Second, extending the Stowers doctrine to this case on a basis of the assignment and covenant not to execute does not serve the policy the courts were attempting to advance in YMCA when they created the rule that a covenant not to execute does not relieve the insurer of liability. The purpose of the rule in YMCA was to prevent an insurer from escaping liability by treating the policy as one of indemnity rather than liability. See YMCA, 552 S.W.2d at 504. In YMCA, following a judgment against the insured, an injured party sought damages, in accordance with Texas law, directly from the insurer under a third-party beneficiary theory. The insurer argued, however, that it was not obligated to pay an injured party who had covenanted not to execute against the insured because the covenant insulated the insured from liability, and without liability the insured had no claim to coverage. The court held, though, that the insured's liability attached with the judgment; whether the insured paid it was immaterial.

The YMCA rule should not be extended to the Stowers claim in the instant case. We hold that since Home provided a defense to its insured that ultimately resulted in no injury to its insured, the possible rationales for the YMCA rule that arise where an insurer refuses to defend do not apply here.7 

The insurance company's liability for a standard claim under the policy, as in YMCA, arises from a tort by the insured directed against a third party for which the insured is liable. In such a situation, the YMCA rule is needed to protect the insured adequately. Where the insurer refuses to tender a defense, the insured often can protect himself only with a covenant not to execute. See Whatley, 758 S.W.2d at 310. Without such a covenant, the insured either would have to pay the plaintiffs enough to settle their claim or would have to incur defense costs himself, even though the insurer is contractually responsible for payment of such costs. Were a covenant not to execute to absolve the insurer of liability, plaintiffs would have no incentive to enter into such a covenant.

With regard to Stowers damages,8  the insured does not need the benefit of the YMCA rule where the insurer in question, rather than refusing to defend and ignoring its insured, has actively participated in drafting the covenant not to execute that protects its insured. Here, not only does the insured not incur defense costs, but failing to apply the YMCA rule will not improperly chill incentives to covenant not to execute. The insured will still have at its disposal all of its legitimate claims (not the Stowers claim because there was no injury) to offer to plaintiff in order to induce plaintiff to covenant not to execute. The only party adversely affected by the enforceability of the covenant not to execute in this case is Foremost, but Home had no contractual duty to Foremost, and thus Foremost has no right to any Stowers damages from Home. Hence, an insurer does not escape its contractual obligations with a covenant not to execute, but a successful covenant not to execute prevents any injury that could give rise to a Stowers claim.

Under the holding of this case, the insurer is relieved of its liability for a negligent refusal to settle only where it defends its insured and succeeds in obtaining protection for its insured from all liability. Because this release can come only with the approval of the injured plaintiff, not extending the YMCA rule to the instant case would not generally encourage negligent refusals to settle. Even in the case of a settlement offer at the policy limit, where the interests of insurer and insured in settling would be the most divergent (in the absence of a fully enforceable Stowers rule), the insurer will face the same risk by not settling which it normally would confront under Stowers, regardless of whether the YMCA rule is extended to the instant case.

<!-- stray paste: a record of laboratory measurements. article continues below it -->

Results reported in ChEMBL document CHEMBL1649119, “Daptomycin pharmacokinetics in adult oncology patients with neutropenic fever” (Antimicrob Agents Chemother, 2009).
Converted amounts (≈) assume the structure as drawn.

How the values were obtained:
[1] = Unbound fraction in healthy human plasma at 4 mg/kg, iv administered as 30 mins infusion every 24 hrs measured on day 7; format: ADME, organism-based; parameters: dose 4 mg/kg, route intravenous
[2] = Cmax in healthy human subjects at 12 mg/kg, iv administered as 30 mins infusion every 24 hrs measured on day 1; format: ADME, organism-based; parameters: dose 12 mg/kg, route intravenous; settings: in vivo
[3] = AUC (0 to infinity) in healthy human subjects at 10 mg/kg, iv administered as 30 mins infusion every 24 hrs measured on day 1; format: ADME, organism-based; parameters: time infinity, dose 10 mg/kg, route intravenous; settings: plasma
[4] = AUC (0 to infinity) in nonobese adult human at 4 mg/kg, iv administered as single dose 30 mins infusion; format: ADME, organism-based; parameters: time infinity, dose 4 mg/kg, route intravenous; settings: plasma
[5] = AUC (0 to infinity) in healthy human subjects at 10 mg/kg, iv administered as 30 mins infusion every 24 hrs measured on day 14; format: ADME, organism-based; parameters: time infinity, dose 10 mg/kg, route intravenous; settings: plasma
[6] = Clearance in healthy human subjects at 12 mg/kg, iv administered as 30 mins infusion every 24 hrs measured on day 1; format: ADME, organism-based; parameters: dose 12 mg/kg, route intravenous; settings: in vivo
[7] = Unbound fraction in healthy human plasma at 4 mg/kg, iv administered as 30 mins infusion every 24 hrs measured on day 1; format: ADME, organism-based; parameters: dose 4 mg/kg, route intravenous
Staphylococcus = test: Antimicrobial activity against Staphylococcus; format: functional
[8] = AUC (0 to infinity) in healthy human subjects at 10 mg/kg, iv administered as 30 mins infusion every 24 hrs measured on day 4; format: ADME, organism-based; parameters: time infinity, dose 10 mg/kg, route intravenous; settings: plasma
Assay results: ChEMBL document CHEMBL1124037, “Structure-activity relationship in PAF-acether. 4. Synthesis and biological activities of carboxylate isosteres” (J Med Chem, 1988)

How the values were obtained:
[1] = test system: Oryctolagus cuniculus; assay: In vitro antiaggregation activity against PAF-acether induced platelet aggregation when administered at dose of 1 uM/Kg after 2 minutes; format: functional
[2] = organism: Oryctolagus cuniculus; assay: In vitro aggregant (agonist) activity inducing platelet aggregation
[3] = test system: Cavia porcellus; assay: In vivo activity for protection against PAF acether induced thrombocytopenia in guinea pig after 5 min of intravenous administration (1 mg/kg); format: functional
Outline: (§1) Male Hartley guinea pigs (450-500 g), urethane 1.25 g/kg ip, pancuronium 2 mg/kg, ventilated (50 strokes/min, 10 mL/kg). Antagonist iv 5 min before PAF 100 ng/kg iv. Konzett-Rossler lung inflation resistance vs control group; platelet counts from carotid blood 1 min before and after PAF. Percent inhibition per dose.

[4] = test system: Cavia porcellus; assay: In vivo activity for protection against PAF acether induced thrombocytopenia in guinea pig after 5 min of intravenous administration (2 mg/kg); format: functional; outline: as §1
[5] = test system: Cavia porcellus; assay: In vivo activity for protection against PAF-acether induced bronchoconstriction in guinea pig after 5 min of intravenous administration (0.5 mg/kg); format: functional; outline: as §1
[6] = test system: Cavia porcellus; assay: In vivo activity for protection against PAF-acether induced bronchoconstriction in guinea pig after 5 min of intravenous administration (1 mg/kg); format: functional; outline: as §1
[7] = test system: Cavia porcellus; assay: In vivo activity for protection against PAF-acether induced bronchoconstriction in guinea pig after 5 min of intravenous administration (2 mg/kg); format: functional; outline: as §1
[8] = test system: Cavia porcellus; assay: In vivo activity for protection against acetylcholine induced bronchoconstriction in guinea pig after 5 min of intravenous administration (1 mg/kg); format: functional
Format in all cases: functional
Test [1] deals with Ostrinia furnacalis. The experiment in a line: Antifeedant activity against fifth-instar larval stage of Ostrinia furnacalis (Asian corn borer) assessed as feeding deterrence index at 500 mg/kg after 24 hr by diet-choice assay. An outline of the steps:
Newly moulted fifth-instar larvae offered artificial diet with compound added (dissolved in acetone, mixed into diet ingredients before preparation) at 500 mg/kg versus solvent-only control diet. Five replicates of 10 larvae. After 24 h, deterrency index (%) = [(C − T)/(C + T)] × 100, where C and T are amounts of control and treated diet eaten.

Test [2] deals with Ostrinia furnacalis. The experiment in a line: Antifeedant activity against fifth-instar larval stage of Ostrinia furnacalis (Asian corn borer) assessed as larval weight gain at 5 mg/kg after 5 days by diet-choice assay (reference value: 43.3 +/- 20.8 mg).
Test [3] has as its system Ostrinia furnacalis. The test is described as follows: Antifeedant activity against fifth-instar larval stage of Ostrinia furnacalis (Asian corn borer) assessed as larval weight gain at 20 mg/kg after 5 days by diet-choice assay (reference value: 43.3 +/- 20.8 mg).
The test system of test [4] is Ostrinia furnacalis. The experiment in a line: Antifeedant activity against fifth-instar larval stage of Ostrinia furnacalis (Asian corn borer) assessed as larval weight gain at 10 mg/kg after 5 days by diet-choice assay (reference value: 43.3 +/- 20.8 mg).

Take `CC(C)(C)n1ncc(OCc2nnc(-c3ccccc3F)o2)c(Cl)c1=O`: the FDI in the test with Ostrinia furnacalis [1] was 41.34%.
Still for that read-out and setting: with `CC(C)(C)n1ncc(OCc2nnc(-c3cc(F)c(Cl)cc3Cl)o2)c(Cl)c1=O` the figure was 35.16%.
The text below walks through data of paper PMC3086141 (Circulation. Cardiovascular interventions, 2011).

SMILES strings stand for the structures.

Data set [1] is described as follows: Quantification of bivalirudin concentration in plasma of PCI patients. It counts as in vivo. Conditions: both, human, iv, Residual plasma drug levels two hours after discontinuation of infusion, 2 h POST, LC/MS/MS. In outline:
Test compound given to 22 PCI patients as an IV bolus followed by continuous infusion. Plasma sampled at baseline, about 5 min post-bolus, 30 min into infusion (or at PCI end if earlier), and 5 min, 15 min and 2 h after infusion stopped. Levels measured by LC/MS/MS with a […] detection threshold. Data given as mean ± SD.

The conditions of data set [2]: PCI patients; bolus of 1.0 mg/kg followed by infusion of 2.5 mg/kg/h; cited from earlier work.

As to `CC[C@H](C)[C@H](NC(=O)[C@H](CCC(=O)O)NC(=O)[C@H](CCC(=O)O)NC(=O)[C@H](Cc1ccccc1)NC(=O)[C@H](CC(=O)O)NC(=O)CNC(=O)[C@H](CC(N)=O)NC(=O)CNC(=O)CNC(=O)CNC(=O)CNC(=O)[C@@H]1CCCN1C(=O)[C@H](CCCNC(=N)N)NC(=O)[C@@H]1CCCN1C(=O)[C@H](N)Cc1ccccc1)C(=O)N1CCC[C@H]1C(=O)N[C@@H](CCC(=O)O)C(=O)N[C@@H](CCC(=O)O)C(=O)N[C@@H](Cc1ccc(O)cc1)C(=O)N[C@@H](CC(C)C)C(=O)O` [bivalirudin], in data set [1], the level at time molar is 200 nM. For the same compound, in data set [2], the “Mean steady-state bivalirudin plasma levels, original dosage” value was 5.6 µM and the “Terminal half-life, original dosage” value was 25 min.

Whether the YMCA rule is applied is material only where there is a covenant not to execute. If no covenant not to execute is forthcoming, the insurer will be responsible for the entire judgment, including any excess over the policy limits, and plaintiff will be aware of this. Thus, in order to induce the plaintiff to enter a covenant not to execute, the insurer must either accept an admission of liability (which is effectively equivalent to a settlement) or permit itself to be exposed to damages in excess of policy limits (which returns the insurer to the Stowers situation).

Therefore, under our decision not to extend the YMCA rule the insurer who negligently refuses to settle will be able to use a covenant not to execute only to the disadvantage of another insurer that has breached its duty to the insured (as in the instant case) and not to the disadvantage of its insured. Moreover, because we rely upon the fact that the insurer provided a defense to its insured, we have not created a vehicle by which insurers can easily simultaneously challenge coverage and avoid any possibility of liability beyond policy limits.9 

Having concluded that Home's potential liability is limited to that specified by its policy, we now examine the issue of subrogation. The judgment at trial was $3,797,000. Foremost settled for $3,200,000, even though the limit of its policy was only $250,000. We infer that Foremost's payment of $2,950,000 in excess of policy limits reasonably must have been to settle some potential claims other than those arising directly under the policy.10